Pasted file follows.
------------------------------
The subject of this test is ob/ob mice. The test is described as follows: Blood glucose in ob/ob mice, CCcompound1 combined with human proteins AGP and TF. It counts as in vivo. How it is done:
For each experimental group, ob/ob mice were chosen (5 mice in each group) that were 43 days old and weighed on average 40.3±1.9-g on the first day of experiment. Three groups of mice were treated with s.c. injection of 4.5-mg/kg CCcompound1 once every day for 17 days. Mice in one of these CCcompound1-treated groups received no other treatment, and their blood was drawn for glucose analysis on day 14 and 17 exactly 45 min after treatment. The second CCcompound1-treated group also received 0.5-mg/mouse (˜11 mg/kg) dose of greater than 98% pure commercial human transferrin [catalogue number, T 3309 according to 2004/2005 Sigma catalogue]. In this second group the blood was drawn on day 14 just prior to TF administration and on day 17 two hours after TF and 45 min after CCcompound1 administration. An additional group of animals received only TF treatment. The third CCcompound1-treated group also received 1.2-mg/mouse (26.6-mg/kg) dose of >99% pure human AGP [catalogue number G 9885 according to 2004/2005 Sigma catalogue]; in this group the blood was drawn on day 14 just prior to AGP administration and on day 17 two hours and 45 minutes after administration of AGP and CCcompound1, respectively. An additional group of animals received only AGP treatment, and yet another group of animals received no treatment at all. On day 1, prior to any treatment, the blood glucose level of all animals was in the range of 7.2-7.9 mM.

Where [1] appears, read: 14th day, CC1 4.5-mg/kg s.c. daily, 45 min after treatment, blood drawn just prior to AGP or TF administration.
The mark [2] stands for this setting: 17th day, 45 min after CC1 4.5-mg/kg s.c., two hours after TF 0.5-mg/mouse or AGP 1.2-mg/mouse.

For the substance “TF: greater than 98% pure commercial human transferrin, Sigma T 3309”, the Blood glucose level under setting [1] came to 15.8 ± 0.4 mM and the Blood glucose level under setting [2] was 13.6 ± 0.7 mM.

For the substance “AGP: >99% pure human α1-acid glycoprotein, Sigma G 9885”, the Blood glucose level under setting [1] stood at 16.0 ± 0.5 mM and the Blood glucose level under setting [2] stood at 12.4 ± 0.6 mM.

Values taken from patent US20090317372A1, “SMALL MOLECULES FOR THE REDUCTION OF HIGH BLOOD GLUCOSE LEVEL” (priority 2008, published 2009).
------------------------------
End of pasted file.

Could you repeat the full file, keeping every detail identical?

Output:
The subject of this test is ob/ob mice. The test is described as follows: Blood glucose in ob/ob mice, CCcompound1 combined with human proteins AGP and TF. It counts as in vivo. How it is done:
For each experimental group, ob/ob mice were chosen (5 mice in each group) that were 43 days old and weighed on average 40.3±1.9-g on the first day of experiment. Three groups of mice were treated with s.c. injection of 4.5-mg/kg CCcompound1 once every day for 17 days. Mice in one of these CCcompound1-treated groups received no other treatment, and their blood was drawn for glucose analysis on day 14 and 17 exactly 45 min after treatment. The second CCcompound1-treated group also received 0.5-mg/mouse (˜11 mg/kg) dose of greater than 98% pure commercial human transferrin [catalogue number, T 3309 according to 2004/2005 Sigma catalogue]. In this second group the blood was drawn on day 14 just prior to TF administration and on day 17 two hours after TF and 45 min after CCcompound1 administration. An additional group of animals received only TF treatment. The third CCcompound1-treated group also received 1.2-mg/mouse (26.6-mg/kg) dose of >99% pure human AGP [catalogue number G 9885 according to 2004/2005 Sigma catalogue]; in this group the blood was drawn on day 14 just prior to AGP administration and on day 17 two hours and 45 minutes after administration of AGP and CCcompound1, respectively. An additional group of animals received only AGP treatment, and yet another group of animals received no treatment at all. On day 1, prior to any treatment, the blood glucose level of all animals was in the range of 7.2-7.9 mM.

Where [1] appears, read: 14th day, CC1 4.5-mg/kg s.c. daily, 45 min after treatment, blood drawn just prior to AGP or TF administration.
The mark [2] stands for this setting: 17th day, 45 min after CC1 4.5-mg/kg s.c., two hours after TF 0.5-mg/mouse or AGP 1.2-mg/mouse.

For the substance “TF: greater than 98% pure commercial human transferrin, Sigma T 3309”, the Blood glucose level under setting [1] came to 15.8 ± 0.4 mM and the Blood glucose level under setting [2] was 13.6 ± 0.7 mM.

For the substance “AGP: >99% pure human α1-acid glycoprotein, Sigma G 9885”, the Blood glucose level under setting [1] stood at 16.0 ± 0.5 mM and the Blood glucose level under setting [2] stood at 12.4 ± 0.6 mM.

Values taken from patent US20090317372A1, “SMALL MOLECULES FOR THE REDUCTION OF HIGH BLOOD GLUCOSE LEVEL” (priority 2008, published 2009).